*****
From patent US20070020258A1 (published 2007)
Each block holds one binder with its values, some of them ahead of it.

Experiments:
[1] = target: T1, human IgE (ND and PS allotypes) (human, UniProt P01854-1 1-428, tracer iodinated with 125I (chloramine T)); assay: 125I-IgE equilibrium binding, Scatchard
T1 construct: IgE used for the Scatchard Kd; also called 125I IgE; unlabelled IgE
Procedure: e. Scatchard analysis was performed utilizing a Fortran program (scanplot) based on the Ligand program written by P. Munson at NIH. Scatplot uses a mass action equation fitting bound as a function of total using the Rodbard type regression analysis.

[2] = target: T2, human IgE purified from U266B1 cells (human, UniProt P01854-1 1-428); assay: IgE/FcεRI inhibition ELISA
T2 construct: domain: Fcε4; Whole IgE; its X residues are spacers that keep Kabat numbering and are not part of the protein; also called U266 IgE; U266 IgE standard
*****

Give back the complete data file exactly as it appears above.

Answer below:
From patent US20070020258A1 (published 2007)
Each block holds one binder with its values, some of them ahead of it.

Experiments:
[1] = target: T1, human IgE (ND and PS allotypes) (human, UniProt P01854-1 1-428, tracer iodinated with 125I (chloramine T)); assay: 125I-IgE equilibrium binding, Scatchard
T1 construct: IgE used for the Scatchard Kd; also called 125I IgE; unlabelled IgE
Procedure: e. Scatchard analysis was performed utilizing a Fortran program (scanplot) based on the Ligand program written by P. Munson at NIH. Scatplot uses a mass action equation fitting bound as a function of total using the Rodbard type regression analysis.

[2] = target: T2, human IgE purified from U266B1 cells (human, UniProt P01854-1 1-428); assay: IgE/FcεRI inhibition ELISA
T2 construct: domain: Fcε4; Whole IgE; its X residues are spacers that keep Kabat numbering and are not part of the protein; also called U266 IgE; U266 IgE standard